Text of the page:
The emergence of a European private law is one of the great issues on the legal agenda of our time. Among the most prominent initiatives furthering this process is the work of the Commission on European Contract Law. The essays collected in this 2002 volume have their origin within this context. They explore two practically very important topics which had hitherto been largely neglected in comparative legal literature: set-off and 'extinctive' prescription (or limitation of actions). Professor Zimmermann lays the comparative foundations for a common approach which may provide the basis for a set of European principles. At the same time, the essays provide practical examples of the arguments that can be employed in the process of harmonising European private law on a rational basis. They explore topics such as the comparative experiences in the various modern legal systems and the direction in which the international development is heading.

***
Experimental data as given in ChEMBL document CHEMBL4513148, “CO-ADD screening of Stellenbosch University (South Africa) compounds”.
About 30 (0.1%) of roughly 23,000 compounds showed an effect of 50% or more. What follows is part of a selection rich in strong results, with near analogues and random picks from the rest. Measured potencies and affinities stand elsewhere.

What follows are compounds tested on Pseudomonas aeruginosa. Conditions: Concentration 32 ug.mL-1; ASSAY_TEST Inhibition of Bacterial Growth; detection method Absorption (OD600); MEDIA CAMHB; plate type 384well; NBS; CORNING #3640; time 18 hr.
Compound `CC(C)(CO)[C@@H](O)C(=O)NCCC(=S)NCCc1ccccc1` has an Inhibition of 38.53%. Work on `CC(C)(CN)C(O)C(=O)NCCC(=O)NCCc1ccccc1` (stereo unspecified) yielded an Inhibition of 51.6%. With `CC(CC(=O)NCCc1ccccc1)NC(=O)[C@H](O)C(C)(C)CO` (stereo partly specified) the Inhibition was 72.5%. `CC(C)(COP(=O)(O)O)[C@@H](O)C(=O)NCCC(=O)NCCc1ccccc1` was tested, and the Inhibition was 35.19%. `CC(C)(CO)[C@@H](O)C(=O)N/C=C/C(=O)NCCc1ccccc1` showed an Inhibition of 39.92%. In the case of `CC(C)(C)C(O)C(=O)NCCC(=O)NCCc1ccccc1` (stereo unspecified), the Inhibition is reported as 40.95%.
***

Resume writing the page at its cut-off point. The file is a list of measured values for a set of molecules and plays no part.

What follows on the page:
Table Of Contents:
Preface; Abbreviations; Introduction: towards a restatement of the European law of obligations; 1. Contours of a European law of set-off; 2. Liberative prescription I: the core regime; 3. Liberative prescription II: additional issues.